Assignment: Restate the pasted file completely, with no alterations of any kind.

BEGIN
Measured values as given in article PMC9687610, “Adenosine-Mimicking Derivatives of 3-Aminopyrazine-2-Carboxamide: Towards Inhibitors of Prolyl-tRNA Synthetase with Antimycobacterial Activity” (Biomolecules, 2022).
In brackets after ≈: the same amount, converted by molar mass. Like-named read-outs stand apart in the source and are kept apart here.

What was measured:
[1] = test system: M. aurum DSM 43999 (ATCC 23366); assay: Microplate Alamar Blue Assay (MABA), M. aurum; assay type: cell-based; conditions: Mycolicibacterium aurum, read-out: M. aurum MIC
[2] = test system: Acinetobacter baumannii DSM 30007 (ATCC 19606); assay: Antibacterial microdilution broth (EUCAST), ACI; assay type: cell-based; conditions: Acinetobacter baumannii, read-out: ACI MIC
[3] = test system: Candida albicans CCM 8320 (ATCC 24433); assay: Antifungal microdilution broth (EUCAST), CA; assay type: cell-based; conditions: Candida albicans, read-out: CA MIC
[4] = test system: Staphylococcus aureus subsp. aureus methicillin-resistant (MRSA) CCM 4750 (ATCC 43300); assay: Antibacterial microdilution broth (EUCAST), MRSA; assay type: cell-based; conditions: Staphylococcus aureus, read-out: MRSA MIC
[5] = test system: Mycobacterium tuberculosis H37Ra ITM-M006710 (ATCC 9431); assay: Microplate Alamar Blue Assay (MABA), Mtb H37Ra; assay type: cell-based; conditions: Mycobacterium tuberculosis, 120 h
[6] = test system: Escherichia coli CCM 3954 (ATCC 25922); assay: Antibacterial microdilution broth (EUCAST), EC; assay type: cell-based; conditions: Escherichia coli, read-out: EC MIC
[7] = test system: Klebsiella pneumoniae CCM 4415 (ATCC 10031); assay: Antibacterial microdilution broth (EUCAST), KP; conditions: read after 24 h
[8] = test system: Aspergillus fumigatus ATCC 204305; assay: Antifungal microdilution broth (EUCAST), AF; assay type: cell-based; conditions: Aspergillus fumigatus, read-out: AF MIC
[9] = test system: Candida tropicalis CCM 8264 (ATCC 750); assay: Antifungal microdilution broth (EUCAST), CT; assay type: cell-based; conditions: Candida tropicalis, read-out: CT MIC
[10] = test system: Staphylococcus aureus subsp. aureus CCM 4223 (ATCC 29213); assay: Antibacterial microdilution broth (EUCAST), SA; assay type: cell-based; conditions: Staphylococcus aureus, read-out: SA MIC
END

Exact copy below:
Measured values as given in article PMC9687610, “Adenosine-Mimicking Derivatives of 3-Aminopyrazine-2-Carboxamide: Towards Inhibitors of Prolyl-tRNA Synthetase with Antimycobacterial Activity” (Biomolecules, 2022).
In brackets after ≈: the same amount, converted by molar mass. Like-named read-outs stand apart in the source and are kept apart here.

What was measured:
[1] = test system: M. aurum DSM 43999 (ATCC 23366); assay: Microplate Alamar Blue Assay (MABA), M. aurum; assay type: cell-based; conditions: Mycolicibacterium aurum, read-out: M. aurum MIC
[2] = test system: Acinetobacter baumannii DSM 30007 (ATCC 19606); assay: Antibacterial microdilution broth (EUCAST), ACI; assay type: cell-based; conditions: Acinetobacter baumannii, read-out: ACI MIC
[3] = test system: Candida albicans CCM 8320 (ATCC 24433); assay: Antifungal microdilution broth (EUCAST), CA; assay type: cell-based; conditions: Candida albicans, read-out: CA MIC
[4] = test system: Staphylococcus aureus subsp. aureus methicillin-resistant (MRSA) CCM 4750 (ATCC 43300); assay: Antibacterial microdilution broth (EUCAST), MRSA; assay type: cell-based; conditions: Staphylococcus aureus, read-out: MRSA MIC
[5] = test system: Mycobacterium tuberculosis H37Ra ITM-M006710 (ATCC 9431); assay: Microplate Alamar Blue Assay (MABA), Mtb H37Ra; assay type: cell-based; conditions: Mycobacterium tuberculosis, 120 h
[6] = test system: Escherichia coli CCM 3954 (ATCC 25922); assay: Antibacterial microdilution broth (EUCAST), EC; assay type: cell-based; conditions: Escherichia coli, read-out: EC MIC
[7] = test system: Klebsiella pneumoniae CCM 4415 (ATCC 10031); assay: Antibacterial microdilution broth (EUCAST), KP; conditions: read after 24 h
[8] = test system: Aspergillus fumigatus ATCC 204305; assay: Antifungal microdilution broth (EUCAST), AF; assay type: cell-based; conditions: Aspergillus fumigatus, read-out: AF MIC
[9] = test system: Candida tropicalis CCM 8264 (ATCC 750); assay: Antifungal microdilution broth (EUCAST), CT; assay type: cell-based; conditions: Candida tropicalis, read-out: CT MIC
[10] = test system: Staphylococcus aureus subsp. aureus CCM 4223 (ATCC 29213); assay: Antibacterial microdilution broth (EUCAST), SA; assay type: cell-based; conditions: Staphylococcus aureus, read-out: SA MIC